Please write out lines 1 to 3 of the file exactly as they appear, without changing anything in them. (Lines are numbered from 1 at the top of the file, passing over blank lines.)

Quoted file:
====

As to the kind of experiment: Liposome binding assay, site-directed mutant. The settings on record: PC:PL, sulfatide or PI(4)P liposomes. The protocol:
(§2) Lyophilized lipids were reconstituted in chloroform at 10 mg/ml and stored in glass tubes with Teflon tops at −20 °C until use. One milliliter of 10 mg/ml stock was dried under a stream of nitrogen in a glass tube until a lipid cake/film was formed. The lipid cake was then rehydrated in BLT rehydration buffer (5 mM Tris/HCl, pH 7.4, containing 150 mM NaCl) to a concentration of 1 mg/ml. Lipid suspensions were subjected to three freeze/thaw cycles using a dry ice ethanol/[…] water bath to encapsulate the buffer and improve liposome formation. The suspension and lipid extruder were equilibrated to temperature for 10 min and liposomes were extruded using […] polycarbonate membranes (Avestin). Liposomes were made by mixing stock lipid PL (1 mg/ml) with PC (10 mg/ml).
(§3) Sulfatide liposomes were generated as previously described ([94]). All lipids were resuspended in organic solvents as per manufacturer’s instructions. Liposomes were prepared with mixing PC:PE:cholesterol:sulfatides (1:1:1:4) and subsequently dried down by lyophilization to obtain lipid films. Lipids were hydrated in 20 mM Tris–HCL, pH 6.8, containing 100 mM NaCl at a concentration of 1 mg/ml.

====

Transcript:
As to the kind of experiment: Liposome binding assay, site-directed mutant. The settings on record: PC:PL, sulfatide or PI(4)P liposomes. The protocol:
(§2) Lyophilized lipids were reconstituted in chloroform at 10 mg/ml and stored in glass tubes with Teflon tops at −20 °C until use. One milliliter of 10 mg/ml stock was dried under a stream of nitrogen in a glass tube until a lipid cake/film was formed. The lipid cake was then rehydrated in BLT rehydration buffer (5 mM Tris/HCl, pH 7.4, containing 150 mM NaCl) to a concentration of 1 mg/ml. Lipid suspensions were subjected to three freeze/thaw cycles using a dry ice ethanol/[…] water bath to encapsulate the buffer and improve liposome formation. The suspension and lipid extruder were equilibrated to temperature for 10 min and liposomes were extruded using […] polycarbonate membranes (Avestin). Liposomes were made by mixing stock lipid PL (1 mg/ml) with PC (10 mg/ml).
(§3) Sulfatide liposomes were generated as previously described ([94]). All lipids were resuspended in organic solvents as per manufacturer’s instructions. Liposomes were prepared with mixing PC:PE:cholesterol:sulfatides (1:1:1:4) and subsequently dried down by lyophilization to obtain lipid films. Lipids were hydrated in 20 mM Tris–HCL, pH 6.8, containing 100 mM NaCl at a concentration of 1 mg/ml.